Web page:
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im working on a project where in i need to populate some files from the server and show them in a webrowser to the user. Where user would be allowed to do basic CRUD operation on the file The problem is that i cannot assign the name of the file/folder as unique id which i need in case a user deletes/renames a file i should be able to identify the file later.

My question is that is there anything unique about any file/folder in NTFS that is unique about them and that can be used? and how that information can be accessed using .NET c#.

Came across the BY_HANDLE_FILE_INFORMATION structure but it probably needs me to pinvoke.

UPDATE 1 - tried looking at the feasibility to use nFileIndexHigh and nFileIndexLow but they would need me to do a pinvoke and also this method cannot be used with folders one link when they mention folders Unique Folder Identifier tells me that it isnt possible.

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Don't get me wrong but the path of the file is always unique, no two files can have the same path –  Vamsi Krishna Sep 14 '12 at 13:17
If you want to associate custom data with a file you can read/write whatever you like to an ntfs alternate data stream stackoverflow.com/questions/1978298/… - there are lots of pinvoke examples –  Alex K. Sep 14 '12 at 13:17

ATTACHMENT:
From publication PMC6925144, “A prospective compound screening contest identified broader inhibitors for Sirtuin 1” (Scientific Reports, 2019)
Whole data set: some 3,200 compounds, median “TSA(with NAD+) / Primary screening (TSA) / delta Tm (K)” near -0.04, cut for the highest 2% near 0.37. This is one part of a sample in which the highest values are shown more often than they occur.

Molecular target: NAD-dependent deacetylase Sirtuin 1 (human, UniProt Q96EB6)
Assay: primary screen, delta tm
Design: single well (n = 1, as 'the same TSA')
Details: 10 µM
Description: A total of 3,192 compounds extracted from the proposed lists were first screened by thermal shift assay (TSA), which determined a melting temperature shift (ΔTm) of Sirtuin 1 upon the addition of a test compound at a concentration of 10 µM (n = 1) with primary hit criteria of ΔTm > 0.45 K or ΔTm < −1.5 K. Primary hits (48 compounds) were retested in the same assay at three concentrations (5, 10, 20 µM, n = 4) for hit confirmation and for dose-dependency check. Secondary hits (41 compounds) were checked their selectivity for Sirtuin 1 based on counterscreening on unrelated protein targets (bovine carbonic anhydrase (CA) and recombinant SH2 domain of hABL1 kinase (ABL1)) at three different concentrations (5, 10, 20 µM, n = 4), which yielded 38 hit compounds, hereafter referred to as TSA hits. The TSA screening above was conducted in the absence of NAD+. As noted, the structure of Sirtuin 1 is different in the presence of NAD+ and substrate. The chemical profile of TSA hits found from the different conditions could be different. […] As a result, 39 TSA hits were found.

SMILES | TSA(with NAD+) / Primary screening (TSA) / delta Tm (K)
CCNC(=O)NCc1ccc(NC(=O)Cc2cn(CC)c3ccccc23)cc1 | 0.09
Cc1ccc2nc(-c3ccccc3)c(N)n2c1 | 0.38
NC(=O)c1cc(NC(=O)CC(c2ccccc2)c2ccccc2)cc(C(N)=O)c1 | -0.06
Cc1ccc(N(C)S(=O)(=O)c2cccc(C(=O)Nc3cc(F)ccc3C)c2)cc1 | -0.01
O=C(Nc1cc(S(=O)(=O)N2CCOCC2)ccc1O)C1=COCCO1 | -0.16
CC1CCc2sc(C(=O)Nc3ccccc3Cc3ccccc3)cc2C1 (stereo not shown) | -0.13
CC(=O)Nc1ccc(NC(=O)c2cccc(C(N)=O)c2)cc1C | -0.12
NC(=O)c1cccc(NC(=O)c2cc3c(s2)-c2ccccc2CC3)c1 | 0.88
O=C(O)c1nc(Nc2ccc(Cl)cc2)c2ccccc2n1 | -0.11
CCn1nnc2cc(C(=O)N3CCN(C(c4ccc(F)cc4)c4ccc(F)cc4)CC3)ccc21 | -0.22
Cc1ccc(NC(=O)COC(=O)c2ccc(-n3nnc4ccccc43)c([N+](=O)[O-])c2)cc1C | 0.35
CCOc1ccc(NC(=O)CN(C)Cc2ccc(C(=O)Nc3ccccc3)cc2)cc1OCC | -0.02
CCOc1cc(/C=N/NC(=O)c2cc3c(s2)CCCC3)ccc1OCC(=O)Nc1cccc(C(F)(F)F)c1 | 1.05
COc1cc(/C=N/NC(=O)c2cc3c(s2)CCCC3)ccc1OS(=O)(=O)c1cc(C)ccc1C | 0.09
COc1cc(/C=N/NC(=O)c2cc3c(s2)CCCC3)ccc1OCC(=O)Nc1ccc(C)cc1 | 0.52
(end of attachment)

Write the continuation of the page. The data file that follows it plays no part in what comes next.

@VamsiKrishna - but their name changes as soon as user would give a rename command. that means ids of all the children changes in case of a folder and this is problematic –  Parv Sharma Sep 14 '12 at 13:19
@AlexK. - this interface isnt the onlyway a user can create a file and some of the other ways are not under my control. therefore i cannot grantee that they would always associate some unique data to the file/folder –  Parv Sharma Sep 14 '12 at 13:21
See msdn.microsoft.com/en-us/library/windows/desktop/… and look down the bottom for nFileIndexLow adn read the info on it, it describes references of a NTFS file's unique id –  Paul Zahra Sep 14 '12 at 13:21

2 Answers 2

I think the FILE_INTERNAL_INFORMATION structure, used to query for the file system's 8-byte file reference number for a file, is what you need. The IndexNumber is a number that uniquely identifies a file. You should use P/invoke to query this information.

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File reference numbers, also called file IDs, are guaranteed to be unique only within a static file system. They are not guaranteed to be unique over time, because file systems are free to reuse them. Nor are they guaranteed to remain constant. For example, the FAT file system generates the file reference number for a file from the byte offset of the file's directory entry record (DIRENT) on the disk. Defragmentation can change this byte offset. Thus a FAT file reference number can change over time. –  Parv Sharma Sep 14 '12 at 14:11

Disregarding the fact that it seems that you don't want to P/Invoke a different approach could be to use the Windows Shell API. This API has the concept of a PIDL which identifies a folder (or "similar" item) in the shell namespace. A PIDL does not change even if the user renames the folder. The drawback is that the Shell API exposes what you see in Windows Explorer, e.g. Desktop is at the root of the hierarchy even though it physically is subfolder somewhere on a disk.

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